NACSO connects the communities and organisations that manage and conserve Namibia’s natural resources
Atlasing in the Arid Eden
NACSO’s Matthew Walters relates his experience of adding to Namibia’s ecological database.
“In the time that I have worked for NACSO under the Donald Hamer Conservation Leadership Programme, I’ve had several opportunities to go out into the field, mainly to participate in areas related to natural resource management and business/livelihood development. In the times that I have been out in the field, I have been able to participate in the emerging atlasing sector of Namibia. In response to the article written by Alice Jarvis about atlasing, I thought that it would be beneficial to detail my experience of atlasing -- through the use of the Environmental Information Service of Namibia website and through the use of the new Atlasing in Namibia App.
A prime example would be the atlasing that took place on the recent game count that occurred in the Kunene and Erongo Regions of Namibia. The annual Northwest Game Count is the largest road-based game count in the world, in an area stretching from the vicinity of the Spitzkoppe to the Kunene River. The main purpose of the game count is to estimate the populations of wildlife in each conservancy (mainly plains game) as a part of the larger adaptive management spectrum.
Several colleagues and myself knew that the larger mammal species would be widely scattered in the arid western regions of Namibia, so we decided that we would devote a large percentage of our free time in searching for alien plants, reptiles, and the other smaller mammals.
Most often as not we would simply walk around to see what we could possibly discover, and the opportunities that would present themselves were quite remarkable at times. One could be walking in the vicinity of Spitzkoppe and suddenly notice an Elephant Shrew scurrying off into a burrow. You could be driving on a route close to Dorob National Park and notice a cluster of Springhare burrows. We even laid out small mammal traps to see what species of mice, rats, shrews and elephant shrews we would be able to find while we were camping in the different areas (all small mammals were released once they were identified). It is quite evident that the opportunities are limitless if you venture on a quest to find evidence of mammals, snakes, non-snake reptiles, marine mammals, and even alien invasive plants.
The entry of the data is quite simple. For myself I use a mixture of uploading my data, either through the app or using the website. The app is fairly quick and easy to use and is beneficial if you are taking a stroll through an area and you happen to notice a particular species. The website may be a lengthier method of entering data, but it has its own benefits. For one, if you’re driving along a national road and notice a Warthog next to road, you can’t just use your phone to log the sighting (a GPS to quickly log the coordinate should suffice). Secondly, if you don’t know what species you’re looking at, you can simply take a photo of the species and log it on the website once you have all the right resources to identify it.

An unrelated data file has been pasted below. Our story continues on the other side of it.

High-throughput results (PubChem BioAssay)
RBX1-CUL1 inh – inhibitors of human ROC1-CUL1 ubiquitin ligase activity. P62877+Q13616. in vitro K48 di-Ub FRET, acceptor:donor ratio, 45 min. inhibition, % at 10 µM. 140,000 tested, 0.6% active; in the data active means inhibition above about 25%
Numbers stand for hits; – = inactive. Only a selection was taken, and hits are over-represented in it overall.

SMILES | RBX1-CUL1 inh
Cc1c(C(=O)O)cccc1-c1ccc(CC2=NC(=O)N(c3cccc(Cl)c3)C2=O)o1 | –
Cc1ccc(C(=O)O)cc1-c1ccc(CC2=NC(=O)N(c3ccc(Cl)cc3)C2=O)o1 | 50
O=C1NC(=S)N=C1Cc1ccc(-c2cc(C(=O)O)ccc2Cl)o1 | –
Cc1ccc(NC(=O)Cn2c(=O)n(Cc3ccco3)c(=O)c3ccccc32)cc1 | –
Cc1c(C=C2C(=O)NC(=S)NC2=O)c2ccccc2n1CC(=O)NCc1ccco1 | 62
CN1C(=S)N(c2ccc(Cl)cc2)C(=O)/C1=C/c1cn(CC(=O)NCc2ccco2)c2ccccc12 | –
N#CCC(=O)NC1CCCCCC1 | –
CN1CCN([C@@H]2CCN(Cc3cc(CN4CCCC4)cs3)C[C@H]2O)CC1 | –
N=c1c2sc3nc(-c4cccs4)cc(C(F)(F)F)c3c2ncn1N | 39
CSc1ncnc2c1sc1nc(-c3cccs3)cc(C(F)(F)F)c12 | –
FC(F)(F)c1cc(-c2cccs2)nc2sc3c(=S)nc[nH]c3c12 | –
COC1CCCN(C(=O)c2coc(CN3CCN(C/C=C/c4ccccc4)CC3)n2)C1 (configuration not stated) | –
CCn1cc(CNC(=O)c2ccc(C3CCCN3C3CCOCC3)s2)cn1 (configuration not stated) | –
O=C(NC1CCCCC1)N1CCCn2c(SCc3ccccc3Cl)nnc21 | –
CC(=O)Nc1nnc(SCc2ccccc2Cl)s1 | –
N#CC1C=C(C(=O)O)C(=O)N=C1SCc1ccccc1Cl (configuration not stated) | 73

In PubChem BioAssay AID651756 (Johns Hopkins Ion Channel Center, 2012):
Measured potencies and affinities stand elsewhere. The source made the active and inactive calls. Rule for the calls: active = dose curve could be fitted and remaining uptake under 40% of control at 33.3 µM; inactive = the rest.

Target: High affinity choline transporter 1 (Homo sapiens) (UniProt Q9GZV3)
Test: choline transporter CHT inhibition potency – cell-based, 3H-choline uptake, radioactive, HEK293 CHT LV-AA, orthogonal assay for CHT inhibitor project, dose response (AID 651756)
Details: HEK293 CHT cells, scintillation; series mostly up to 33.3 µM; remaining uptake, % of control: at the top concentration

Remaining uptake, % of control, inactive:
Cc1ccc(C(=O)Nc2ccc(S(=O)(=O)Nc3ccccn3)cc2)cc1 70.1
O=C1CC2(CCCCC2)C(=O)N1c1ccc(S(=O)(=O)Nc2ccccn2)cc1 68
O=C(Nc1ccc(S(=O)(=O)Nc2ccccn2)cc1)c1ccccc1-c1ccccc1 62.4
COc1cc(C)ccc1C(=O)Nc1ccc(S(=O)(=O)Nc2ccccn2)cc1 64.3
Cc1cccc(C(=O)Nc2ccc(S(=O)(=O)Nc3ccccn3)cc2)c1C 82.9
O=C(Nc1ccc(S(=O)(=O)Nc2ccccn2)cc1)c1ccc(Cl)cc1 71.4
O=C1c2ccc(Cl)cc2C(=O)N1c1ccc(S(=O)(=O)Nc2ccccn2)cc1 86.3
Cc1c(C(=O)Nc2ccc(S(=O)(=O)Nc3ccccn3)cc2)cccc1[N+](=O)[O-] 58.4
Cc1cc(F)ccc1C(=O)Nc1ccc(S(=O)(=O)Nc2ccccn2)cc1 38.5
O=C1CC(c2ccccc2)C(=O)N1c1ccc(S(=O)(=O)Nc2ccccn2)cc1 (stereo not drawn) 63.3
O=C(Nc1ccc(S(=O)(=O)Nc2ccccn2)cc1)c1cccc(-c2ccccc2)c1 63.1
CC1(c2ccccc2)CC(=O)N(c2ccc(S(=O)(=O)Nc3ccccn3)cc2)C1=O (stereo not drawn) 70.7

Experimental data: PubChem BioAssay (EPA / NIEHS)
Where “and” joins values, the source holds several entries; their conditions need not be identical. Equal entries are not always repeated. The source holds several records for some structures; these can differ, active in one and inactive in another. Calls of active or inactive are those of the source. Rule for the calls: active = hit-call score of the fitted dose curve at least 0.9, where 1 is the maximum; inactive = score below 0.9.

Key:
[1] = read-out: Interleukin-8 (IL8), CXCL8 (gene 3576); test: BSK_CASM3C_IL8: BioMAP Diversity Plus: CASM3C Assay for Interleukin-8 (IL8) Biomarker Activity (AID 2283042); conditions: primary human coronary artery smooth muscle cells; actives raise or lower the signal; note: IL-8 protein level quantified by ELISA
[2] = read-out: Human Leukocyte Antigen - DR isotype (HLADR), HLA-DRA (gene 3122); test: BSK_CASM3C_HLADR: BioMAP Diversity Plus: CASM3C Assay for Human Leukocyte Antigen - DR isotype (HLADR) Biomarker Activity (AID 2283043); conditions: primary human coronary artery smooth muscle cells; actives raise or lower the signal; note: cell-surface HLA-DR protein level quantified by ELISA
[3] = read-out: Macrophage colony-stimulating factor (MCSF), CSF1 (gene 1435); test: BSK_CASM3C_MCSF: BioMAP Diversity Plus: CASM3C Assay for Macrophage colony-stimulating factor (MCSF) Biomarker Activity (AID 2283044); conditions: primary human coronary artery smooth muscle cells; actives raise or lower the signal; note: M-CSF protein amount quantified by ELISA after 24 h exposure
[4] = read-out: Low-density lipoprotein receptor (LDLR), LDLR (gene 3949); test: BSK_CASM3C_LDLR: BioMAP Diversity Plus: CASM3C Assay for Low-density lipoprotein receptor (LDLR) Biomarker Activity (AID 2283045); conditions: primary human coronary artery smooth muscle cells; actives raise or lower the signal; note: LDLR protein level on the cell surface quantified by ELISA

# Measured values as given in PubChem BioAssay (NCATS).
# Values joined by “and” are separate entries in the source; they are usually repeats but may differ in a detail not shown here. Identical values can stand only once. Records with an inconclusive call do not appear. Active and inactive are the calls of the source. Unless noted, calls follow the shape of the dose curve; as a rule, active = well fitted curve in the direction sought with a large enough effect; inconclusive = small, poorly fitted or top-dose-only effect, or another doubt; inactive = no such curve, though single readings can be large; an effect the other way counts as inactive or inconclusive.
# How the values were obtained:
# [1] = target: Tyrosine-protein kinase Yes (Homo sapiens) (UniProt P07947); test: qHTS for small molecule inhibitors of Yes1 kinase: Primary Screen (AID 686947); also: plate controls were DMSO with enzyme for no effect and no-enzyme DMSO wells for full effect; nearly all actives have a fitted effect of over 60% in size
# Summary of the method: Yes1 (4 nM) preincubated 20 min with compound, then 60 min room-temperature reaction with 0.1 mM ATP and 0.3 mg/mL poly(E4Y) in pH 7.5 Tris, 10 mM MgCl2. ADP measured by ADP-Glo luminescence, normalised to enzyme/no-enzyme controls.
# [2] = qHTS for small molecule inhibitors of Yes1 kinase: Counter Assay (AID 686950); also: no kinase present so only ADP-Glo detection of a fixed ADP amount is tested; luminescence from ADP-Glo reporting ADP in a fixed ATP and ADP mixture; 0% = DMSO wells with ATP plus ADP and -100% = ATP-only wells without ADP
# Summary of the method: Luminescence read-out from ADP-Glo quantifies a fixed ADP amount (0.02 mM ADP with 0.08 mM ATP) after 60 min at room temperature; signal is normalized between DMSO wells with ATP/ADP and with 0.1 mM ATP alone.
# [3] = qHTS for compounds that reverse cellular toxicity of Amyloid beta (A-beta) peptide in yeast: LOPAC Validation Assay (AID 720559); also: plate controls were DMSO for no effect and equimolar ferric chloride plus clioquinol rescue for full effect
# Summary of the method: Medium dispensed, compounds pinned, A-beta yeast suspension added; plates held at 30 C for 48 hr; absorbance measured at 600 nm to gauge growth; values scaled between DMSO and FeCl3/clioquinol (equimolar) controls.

The reward of logging a species in new areas (especially if it is one which you have never logged before) is the driving force for many of us at the NACSO/WWF office. What is also noticeable is the “slow-but-sure” learning of how to identify certain species of animals. We can devote hours studying each others' pictures trying to see (for example) whether the gecko on the screen is a Barnard’s or a Boulton’s Namib Day Gecko or whether the Ground Squirrel that was observed is a Cape Ground Squirrel or a Mountain Ground Squirrel (difficult to determine when the only distinguishing feature on the Mountain Ground Squirrel is the three black stripes on the white tail hairs).
There are other rewards for doing the atlasing. For instance, you can get see yourself ‘climbing the ranks’ as you track your progress on the Recorder Rankings; the friendly competition between colleagues and friends is already a worthy topic on its own. Another benefit is that you may get to log a first-time record for a particular area for a particular species and you can then reap the satisfaction by seeing the distribution map of these species slowly starting to take shape. Finally, you can simply take pleasure in seeing the different areas you’ve travelled to in this vast country simply by seeing a map of your own records.
I would encourage anyone who has a keen interest in animals to participate. Every small contribution is needed to understand the bigger picture of our Namibian wildlife.”
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